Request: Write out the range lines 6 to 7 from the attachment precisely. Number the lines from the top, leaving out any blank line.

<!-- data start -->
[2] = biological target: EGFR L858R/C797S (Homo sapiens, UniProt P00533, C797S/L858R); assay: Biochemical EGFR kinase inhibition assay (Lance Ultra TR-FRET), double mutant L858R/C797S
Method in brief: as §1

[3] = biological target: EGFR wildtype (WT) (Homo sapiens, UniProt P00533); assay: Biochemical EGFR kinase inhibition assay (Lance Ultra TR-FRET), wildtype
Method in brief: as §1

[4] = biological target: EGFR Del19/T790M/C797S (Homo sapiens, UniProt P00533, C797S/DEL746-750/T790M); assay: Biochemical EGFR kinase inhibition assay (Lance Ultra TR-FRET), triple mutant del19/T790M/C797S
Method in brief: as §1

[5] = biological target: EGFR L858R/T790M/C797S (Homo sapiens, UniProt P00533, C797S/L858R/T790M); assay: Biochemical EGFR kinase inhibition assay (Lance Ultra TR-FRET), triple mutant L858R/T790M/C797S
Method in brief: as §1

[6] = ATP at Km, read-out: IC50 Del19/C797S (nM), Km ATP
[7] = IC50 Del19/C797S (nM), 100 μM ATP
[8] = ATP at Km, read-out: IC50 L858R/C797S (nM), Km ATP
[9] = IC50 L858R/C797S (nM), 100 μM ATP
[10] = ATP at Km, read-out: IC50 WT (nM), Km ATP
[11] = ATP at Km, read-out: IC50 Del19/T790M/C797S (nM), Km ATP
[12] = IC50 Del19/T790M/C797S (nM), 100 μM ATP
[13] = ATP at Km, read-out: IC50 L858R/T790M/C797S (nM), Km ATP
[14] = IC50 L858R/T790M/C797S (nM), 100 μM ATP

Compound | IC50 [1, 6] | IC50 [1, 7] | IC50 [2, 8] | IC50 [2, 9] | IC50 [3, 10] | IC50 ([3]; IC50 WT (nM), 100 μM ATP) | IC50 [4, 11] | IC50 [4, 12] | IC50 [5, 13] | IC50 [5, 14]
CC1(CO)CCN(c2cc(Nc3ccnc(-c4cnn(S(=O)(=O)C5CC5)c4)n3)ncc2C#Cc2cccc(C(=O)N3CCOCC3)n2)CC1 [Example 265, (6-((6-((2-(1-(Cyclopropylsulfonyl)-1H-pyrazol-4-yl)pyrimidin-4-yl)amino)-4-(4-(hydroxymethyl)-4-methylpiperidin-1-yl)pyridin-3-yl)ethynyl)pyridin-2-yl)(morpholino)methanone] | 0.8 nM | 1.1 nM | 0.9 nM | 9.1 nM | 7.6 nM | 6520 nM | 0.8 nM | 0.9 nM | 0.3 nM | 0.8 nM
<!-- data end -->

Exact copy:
Method in brief: as §1

[5] = biological target: EGFR L858R/T790M/C797S (Homo sapiens, UniProt P00533, C797S/L858R/T790M); assay: Biochemical EGFR kinase inhibition assay (Lance Ultra TR-FRET), triple mutant L858R/T790M/C797S